Figure 1.

Conceptual framework for the effects of land use on biological control services. Numbers refer to arrows; se text for detailed descriptions.

Cereal Aphid Study System

To exemplify the adoption of the above described framework, we develop a production function for the biological control of aphids in spring sown cereals. The model is parameterized for the region Uppland in south-central Sweden. In Europe, the most common cereal crop is winter wheat, but spring sown varieties of barley, wheat and oats are also widespread, especially in Northern Europe. In Sweden, more than a third of all cropland was planted with cereals in 2010 and more than half of these were spring sown (530,000 ha; Anonymous 2010). Aphids are destructive insect pests on cereals, and the bird cherry-oat aphid (Rhopalosiphum padi L.) is a key aphid pest especially on spring-sown cereals (Leather, Walters & Dixon 1989). In Sweden, the aphid colonizes the crop during late May and early June, depending on weather and location. The colonization phase is followed by a brief phase of rapid exponential population growth by wingless aphids, continuing until about the time of crop heading, in late June or early July (Östman, Ekbom & Bengtsson 2003). After heading, aphid populations usually decline rapidly in the crop due to decreased plant quality and migration to grasslands. Direct crop losses due to aphid feeding are therefore usually not observed after this stage (Östman, Ekbom & Bengtsson 2003). Cereal aphids can also cause indirect growth losses through plant virus transmission, but this is not considered in the current version of the model.

Biological control of cereal aphids is of considerable economic value in Europe (Östman, Ekbom & Bengtsson 2003; Thies et al. 2011). The aphids are attacked by a complex of arthropod natural enemies, including generalist ground-living predators, more specialized foliage-dwelling predators that attack aphids and other soft-bodied prey and parasitoids. The most important generalist predators include wolf spiders (Araneae: Lycosidae), sheet-web spiders (Araneae: Linyphiidae), ground beetles (Coleoptera: Carabidae) and rove beetles (Coleoptera: Staphylinidae). The generalist predators are most important during the aphid colonization phase when aphids are found at the base of the young barley plants (Wiktelius 1987), but they also contribute later in the season during the aphid population growth phase (Östman, Ekbom & Bengtsson 2001; Schmidt et al. 2003). Key specialists are lady beetles (Coleoptera: Coccinellidae), green lacewings (Neuroptera: Chrysopidae), hoverflies (Diptera: Syrphidae) and parasitoids (Hymenoptera: Braconidae Aphidiinae); which contribute to biological control mainly in the later population growth phase when the aphids multiply in the crop (Schmidt et al. 2003). The relative importance of different natural enemies varies across Europe (Thies et al. 2011). Parasitism is not important in the Swedish region of Uppland, for which the model is parameterized, and therefore not modelled here.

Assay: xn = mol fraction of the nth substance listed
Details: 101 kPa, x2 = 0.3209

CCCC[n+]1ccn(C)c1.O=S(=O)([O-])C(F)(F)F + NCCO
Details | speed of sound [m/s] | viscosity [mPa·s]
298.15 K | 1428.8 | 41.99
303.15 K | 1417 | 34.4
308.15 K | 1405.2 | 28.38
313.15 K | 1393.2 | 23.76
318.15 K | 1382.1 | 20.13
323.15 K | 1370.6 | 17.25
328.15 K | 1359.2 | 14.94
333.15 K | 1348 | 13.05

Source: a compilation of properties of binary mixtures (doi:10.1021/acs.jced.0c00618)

Production Function for Biological Control of Cereal Aphids

The cereal aphid biological control model includes a subset of all possible interactions (3a, 5d and 6a from the conceptual framework, Fig. 1). It predicts how changes in landscape composition affect the abundance of different natural enemies (3a, Fig. 1), how this influences aphid numbers through predation (5d, Fig. 1) and ultimately contributes to reduced crop damage by the aphids (6a, Fig. 1).

We consider the aphid population during two phases: colonization (c) and exponential growth (g). The number of colonizing aphids per tiller is Nc. At the start of growth, at time 0, N0 aphids have survived predation. After T days of growth, the population is NT.

We express the predation mortality during phase i as

display math(eqn 1)

where ai,j is the attack rate by a predator of species j on the aphids during phase i, and Pi,j is the population density of that predator species. This function represents a functional response type I, that is, aphid per capita mortality rate is independent of the aphid population size. It also means that the mortality rate increases with the predator population sizes, or to be specific, with total effective attack rate exerted by all predators acting in concert. This relation is less than linear and tends to unify as predator populations increase, that is predators compete with each other over prey. The number of aphids per tiller surviving predation during colonization and reaching the onset of growth is:

display math(eqn 2)

During the phase of population growth, the aphid population grows by a rate of

display math(eqn 3)